Breathing: A Lesson on the 1st Step to Effective Movement

As riders we get all sorts of information about how to have correct posture, how to breathe, and how to use our abdominal muscles. All of these things affect the way we stand, sit, move, and breathe. They even affect the way we think and our emotions. As babies we knew how to breathe naturally and use our breath for power. We filled our lungs, letting our belly expand, and screamed! When we breathe naturally our lungs fill as our diaphragm lowers and flattens out, and, because our stomach, liver, and other organs have no where else to go, our tummy pushes out.

When we pull our stomach in, feel anxious or afraid, or try to hold our body still against the movement of the horse, we hold in our belly and breath into our chest. Chest breathers tend to take shallow breaths, and when they try to take a big breath they suck in their belly. Breathing in your chest is closely tied to fear, anxiety and stress. Using a natural breath, giving room for the diaphragm to rise and fall and the ribs to expand and contract is soothing to our nervous system, massages our organs, and gives us coordinated and efficient use of the large, powerful muscles of our lower torso.

If you lay one hand over your lower belly and the other on your low back and cough you'll sense movement between your hands. Try to replicate this motion as you inhale slowly. Focus on expanding the space between your hands on the in breath and fall on the out breath. Let your lower back stay long as your belly rises.
In the following lesson, you'll learn to use these muscles on both the inhale and the exhale to get natural support from your center. Depending on how much support you need for staying in the saddle, you can engage the abdominal wall and low back more or less, while allowing your diaphragm to rise and fall with full breaths.

Natural Breathing Activates the Center

Lie on your back on a firm, padded surface with your legs stretched long and arms at your sides. Bring your attention to your breathing. Put one hand on your chest and the other just below your belly button and discover whether you hold your abdomen and breathe into your chest or allow your abdomen to participate as you breathe into your lower lungs.
Now we will experiment with the breath. If it is uncomfortable to lie flat, you can bend your knees or slip your hands under your lumbar spine as you do the movements.
Do each part slowly and about 6 times. Notice what happens in your low back, ribs, and chest as you do the different movement.

Rest, breathing normally, between each movement.

1) Breath in, allowing you chest to expand. Breath out and flatten your chest. Do this several times. Notice how your chest and shoulder rise and fall and what happens in your lower abdomen.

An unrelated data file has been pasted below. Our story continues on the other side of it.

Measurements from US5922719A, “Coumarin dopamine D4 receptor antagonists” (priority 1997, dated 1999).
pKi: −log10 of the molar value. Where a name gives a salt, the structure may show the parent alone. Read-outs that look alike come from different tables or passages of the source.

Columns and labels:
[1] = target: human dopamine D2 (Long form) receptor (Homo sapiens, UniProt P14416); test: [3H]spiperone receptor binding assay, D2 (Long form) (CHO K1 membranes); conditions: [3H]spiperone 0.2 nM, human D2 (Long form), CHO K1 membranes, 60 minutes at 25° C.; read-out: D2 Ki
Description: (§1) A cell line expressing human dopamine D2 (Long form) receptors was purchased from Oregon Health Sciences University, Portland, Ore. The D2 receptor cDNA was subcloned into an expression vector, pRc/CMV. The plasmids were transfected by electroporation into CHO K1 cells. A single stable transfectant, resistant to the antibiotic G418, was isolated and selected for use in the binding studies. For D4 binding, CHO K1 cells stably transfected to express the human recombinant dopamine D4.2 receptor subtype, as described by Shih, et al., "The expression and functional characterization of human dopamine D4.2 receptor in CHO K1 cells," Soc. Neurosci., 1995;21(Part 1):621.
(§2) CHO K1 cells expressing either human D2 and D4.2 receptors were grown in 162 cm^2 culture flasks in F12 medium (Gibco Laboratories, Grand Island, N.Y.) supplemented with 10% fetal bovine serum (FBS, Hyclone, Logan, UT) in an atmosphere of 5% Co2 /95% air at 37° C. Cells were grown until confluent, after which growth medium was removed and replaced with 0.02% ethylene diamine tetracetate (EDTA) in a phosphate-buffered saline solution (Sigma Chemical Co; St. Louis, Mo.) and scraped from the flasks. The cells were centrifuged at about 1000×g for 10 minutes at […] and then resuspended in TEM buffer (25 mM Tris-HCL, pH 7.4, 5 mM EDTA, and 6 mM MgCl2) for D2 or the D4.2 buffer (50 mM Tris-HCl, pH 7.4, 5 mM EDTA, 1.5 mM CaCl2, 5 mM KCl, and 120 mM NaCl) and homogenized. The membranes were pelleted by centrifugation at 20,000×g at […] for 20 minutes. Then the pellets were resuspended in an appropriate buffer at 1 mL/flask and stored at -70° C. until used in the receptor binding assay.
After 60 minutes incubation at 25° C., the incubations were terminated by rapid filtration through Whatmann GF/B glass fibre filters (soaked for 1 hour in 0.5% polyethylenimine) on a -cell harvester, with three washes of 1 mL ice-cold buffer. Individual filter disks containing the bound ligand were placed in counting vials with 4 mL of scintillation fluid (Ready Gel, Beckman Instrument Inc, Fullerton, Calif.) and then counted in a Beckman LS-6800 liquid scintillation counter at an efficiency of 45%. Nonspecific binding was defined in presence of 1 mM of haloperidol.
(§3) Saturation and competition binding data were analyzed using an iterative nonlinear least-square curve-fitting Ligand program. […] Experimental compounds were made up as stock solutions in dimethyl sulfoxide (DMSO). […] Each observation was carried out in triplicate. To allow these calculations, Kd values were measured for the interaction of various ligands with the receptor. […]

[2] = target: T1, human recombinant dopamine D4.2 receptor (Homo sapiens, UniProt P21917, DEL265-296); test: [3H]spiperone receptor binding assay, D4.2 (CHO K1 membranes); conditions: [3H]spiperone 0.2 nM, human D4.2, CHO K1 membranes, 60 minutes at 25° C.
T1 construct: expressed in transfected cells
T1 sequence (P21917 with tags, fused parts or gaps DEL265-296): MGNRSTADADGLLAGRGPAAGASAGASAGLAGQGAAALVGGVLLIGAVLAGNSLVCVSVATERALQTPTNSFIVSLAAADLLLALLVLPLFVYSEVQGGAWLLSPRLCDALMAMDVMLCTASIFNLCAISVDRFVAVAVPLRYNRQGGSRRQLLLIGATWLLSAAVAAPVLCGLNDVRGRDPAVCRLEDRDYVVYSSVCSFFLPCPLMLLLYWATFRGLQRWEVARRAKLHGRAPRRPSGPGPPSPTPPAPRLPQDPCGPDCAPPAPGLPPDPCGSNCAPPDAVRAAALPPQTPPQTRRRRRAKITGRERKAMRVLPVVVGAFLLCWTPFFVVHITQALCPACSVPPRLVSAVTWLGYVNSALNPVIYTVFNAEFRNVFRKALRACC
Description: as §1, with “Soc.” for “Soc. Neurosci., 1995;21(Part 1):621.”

--Rest, breathing naturally for a few breaths--

2) See-Saw Action of the Torso: Inhalation (Do 3 -4 times)
Breath in, letting your chest expand as your belly draws in, and hold your breath. Without exhaling, flatten your chest, moving the air down, and then flatten your belly, letting the air come into your chest. Move the air back and forth only as many times as is comfortable then rest and do this movement again.

--Rest for a few breaths--

3) Inhale, allowing your belly to expand. Breath out and pull in your belly. Breath slowly, at a natural pace feeling the expansion of your lower ribs.

--Rest for a few breaths--

4) See-Saw Action of the Torso: Exhalation (repeat 3 - 4 times)
Exhale, letting your chest flatten and hold your breath. Without inhaling, expand your chest, letting your belly flatten and then push your belly out, letting your chest expand. Do this only as many times as is comfortable then rest for several breaths and repeat. Notice what happens in your ribs, shoulders, low back, and neck.

--Rest for a few breaths--

5) Inhale, allowing your belly to expand and allowing your low back to expand as well. Breath out and let your belly fall. Breath slowly, at a natural pace. Sensing the way your lower torso expands as you inhale.

--Rest for a few breaths--

6) Inhale, allowing your belly and low back to softly expand and then exhale but keep your belly expanded. Breath in and out continuing to keep the lower torso full. Rest and try this again. It will seem difficult at first, especially if you usually breath in your chest.

This is the use of the center that allows dressage riders to sit the trot, western riders to control a cow, and anyone to engage in back threatening activities. The muscles of the abdomen both protect the spine and allow full breaths, providing oxygen in challenging situations. You will want to make it a habit to breath into your belly without effort and be able to strongly engage your lower torso muscles when needed.

After going through the above series try it in a more challenging position. Sit up and put the soles of your feet together. Place your hands on the floor behind you so you can use your arms for support.
Do the series of movements, allowing your whole torso to participate.

This lesson is part of a longer series of lessons on breathing and moving from your center. As you learn to use your center to support both movement and your breath you will begin to notice changes in your riding.

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Comment by Jackie Cochran on January 30, 2010 at 9:57am
This sort of reminds me of belly dancing.
I am sure this post will help a lot of people. Good work.

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